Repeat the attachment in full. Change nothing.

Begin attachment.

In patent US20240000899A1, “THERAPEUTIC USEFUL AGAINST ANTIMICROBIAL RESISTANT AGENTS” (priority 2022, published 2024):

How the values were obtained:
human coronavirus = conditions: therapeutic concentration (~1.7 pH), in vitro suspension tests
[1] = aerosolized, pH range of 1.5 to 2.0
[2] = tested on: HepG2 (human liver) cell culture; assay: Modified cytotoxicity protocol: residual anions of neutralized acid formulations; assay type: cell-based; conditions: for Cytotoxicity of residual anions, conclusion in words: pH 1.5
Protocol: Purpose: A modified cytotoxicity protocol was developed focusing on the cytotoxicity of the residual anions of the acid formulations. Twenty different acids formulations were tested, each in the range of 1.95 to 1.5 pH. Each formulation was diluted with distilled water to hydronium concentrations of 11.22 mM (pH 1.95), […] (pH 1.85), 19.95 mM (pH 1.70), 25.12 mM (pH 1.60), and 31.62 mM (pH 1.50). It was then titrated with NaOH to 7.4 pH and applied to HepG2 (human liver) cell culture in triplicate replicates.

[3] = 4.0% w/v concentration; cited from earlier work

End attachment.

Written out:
In patent US20240000899A1, “THERAPEUTIC USEFUL AGAINST ANTIMICROBIAL RESISTANT AGENTS” (priority 2022, published 2024):

How the values were obtained:
human coronavirus = conditions: therapeutic concentration (~1.7 pH), in vitro suspension tests
[1] = aerosolized, pH range of 1.5 to 2.0
[2] = tested on: HepG2 (human liver) cell culture; assay: Modified cytotoxicity protocol: residual anions of neutralized acid formulations; assay type: cell-based; conditions: for Cytotoxicity of residual anions, conclusion in words: pH 1.5
Protocol: Purpose: A modified cytotoxicity protocol was developed focusing on the cytotoxicity of the residual anions of the acid formulations. Twenty different acids formulations were tested, each in the range of 1.95 to 1.5 pH. Each formulation was diluted with distilled water to hydronium concentrations of 11.22 mM (pH 1.95), […] (pH 1.85), 19.95 mM (pH 1.70), 25.12 mM (pH 1.60), and 31.62 mM (pH 1.50). It was then titrated with NaOH to 7.4 pH and applied to HepG2 (human liver) cell culture in triplicate replicates.

[3] = 4.0% w/v concentration; cited from earlier work